Metamathematical Extensibility in Type Theory
Knoblock, Todd B.
An automated theorem prover is said to be metamathematically extensible if a metalanguage can be employed by the user to soundly extend the reasoning capabilities of the system. In this thesis, we present a framework for metamathematical extensibility for a system based upon a type-theoretic logic, the Nuprl system. Using this framework, the user can construct programs called proof tactics that may be used to provide new reasoning capabilities for the logic. These proof tactics can encode reasoning methods as simple asd a derived rule of inference or as ambitious as a theorem prover. The design of the framework ensures that all proof tactics are correct. A formal metalanguage called Metaprl is defined that represents the proof theory of Nuprl in a natural and computationally-oriented fashion. The logic of Metaprl is an extension of the constructive type theory of Nuprl. Type theories like Nuprl and Metaprl are distinguished by the uniform treatment of computations (programs) and logical propositions and by rich languages for expressing computations. In Metaprl, formal specifications for tactics may be written and formally correct tactics extracted from the proofs of the specification. Three classes of tactics are defined: complete tactics, partial tactics, and search tactics. Complete tactics are analogous to derived axioms for the Nuprl logic. Partial tactics are analogous to derived rules of inference. Search tactics are analogous to the procedural tactics of LCF and the current Nuprl system. Examples from each class of tactics are presented. There are a number of advantages to using a formal logic as a metalanguage for metamathematical extensibility. System-implemented reflection principles guarantee that the framework is a conservative extension of Nuprl. The expressiveness of the Metaprl logic allows the validity of tactics to be ensured. Often it is not even necessary to execute tactics since they have been proved correct and all that is required is that a proof exists; the exact form for the proof is not needed. This can result in substantial computational savings. Finally, the construction of a metalanguage for metamathematical extensibility for Nuprl is generalized to a hierarchy of metalanguages, each logic providing for metamathematical extensibility of the preceeding logic.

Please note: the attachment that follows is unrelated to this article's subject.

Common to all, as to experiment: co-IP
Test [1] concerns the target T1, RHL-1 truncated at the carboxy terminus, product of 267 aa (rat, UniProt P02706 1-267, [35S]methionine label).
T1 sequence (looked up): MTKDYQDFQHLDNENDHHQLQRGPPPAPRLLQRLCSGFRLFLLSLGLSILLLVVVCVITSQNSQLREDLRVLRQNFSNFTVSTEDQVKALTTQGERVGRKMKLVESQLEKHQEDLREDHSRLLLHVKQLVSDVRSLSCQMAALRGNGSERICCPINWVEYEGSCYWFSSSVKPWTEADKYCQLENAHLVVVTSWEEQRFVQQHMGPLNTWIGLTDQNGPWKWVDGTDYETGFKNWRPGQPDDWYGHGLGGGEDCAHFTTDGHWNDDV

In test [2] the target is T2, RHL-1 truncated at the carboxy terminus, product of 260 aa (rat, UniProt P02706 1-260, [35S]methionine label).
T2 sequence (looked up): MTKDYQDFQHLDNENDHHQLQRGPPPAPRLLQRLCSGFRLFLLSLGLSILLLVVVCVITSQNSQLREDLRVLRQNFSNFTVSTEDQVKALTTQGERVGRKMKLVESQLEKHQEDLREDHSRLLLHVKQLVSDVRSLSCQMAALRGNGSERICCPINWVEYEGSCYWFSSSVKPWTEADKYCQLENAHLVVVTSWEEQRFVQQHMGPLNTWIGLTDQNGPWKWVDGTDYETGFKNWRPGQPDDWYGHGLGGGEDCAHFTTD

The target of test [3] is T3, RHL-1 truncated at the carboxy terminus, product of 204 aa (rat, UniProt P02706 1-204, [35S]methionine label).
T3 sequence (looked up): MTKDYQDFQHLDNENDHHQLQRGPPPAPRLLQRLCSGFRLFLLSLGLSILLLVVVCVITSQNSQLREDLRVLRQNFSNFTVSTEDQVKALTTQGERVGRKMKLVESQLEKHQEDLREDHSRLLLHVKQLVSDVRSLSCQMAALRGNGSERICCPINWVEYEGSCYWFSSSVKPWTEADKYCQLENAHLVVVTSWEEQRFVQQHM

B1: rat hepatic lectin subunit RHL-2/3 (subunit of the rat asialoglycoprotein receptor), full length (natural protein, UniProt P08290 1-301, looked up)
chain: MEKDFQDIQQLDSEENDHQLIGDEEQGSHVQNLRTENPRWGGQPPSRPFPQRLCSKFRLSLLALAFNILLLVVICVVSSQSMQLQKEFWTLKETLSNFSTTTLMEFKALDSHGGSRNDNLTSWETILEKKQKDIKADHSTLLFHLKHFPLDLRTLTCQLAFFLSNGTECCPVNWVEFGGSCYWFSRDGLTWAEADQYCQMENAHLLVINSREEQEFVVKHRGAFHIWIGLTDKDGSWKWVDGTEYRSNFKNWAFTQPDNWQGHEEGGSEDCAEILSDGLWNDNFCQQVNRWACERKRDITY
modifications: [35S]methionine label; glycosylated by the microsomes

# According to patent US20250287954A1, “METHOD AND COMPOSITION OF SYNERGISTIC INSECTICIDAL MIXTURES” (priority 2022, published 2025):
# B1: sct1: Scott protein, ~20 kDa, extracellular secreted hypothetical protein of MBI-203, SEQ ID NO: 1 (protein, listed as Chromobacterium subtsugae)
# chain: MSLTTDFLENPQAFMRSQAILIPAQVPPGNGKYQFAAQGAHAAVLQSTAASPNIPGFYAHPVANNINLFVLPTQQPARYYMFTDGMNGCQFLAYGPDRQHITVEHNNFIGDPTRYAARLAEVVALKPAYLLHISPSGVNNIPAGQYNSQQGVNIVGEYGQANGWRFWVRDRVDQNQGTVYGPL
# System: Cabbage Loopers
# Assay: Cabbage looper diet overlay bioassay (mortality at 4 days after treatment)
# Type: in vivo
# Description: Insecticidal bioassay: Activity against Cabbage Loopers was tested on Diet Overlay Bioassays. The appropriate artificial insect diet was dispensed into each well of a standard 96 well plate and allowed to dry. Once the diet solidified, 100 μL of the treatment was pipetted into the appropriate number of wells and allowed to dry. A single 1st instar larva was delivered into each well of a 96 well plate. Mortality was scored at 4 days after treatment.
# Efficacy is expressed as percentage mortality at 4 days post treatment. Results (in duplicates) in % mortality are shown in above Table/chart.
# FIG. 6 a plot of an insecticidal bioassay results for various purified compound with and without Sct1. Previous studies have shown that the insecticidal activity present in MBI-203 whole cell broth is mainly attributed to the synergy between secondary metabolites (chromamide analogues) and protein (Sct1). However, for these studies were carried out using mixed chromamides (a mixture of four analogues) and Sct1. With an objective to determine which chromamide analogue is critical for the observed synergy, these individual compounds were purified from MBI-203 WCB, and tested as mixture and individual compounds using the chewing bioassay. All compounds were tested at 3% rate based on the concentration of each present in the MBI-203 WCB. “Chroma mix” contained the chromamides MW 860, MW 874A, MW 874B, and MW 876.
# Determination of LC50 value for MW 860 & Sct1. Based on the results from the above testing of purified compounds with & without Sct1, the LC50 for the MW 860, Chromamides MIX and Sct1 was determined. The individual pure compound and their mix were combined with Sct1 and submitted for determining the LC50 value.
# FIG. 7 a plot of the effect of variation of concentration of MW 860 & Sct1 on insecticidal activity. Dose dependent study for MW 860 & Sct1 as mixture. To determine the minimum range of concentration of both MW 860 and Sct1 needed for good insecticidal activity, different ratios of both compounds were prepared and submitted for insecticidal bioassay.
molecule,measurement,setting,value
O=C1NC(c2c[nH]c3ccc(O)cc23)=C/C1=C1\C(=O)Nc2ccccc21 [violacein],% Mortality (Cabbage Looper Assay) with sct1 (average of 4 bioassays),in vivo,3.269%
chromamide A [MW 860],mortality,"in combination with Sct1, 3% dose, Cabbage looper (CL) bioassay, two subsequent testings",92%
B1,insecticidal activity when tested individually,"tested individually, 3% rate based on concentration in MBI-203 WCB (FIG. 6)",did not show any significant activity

computer science; technical report
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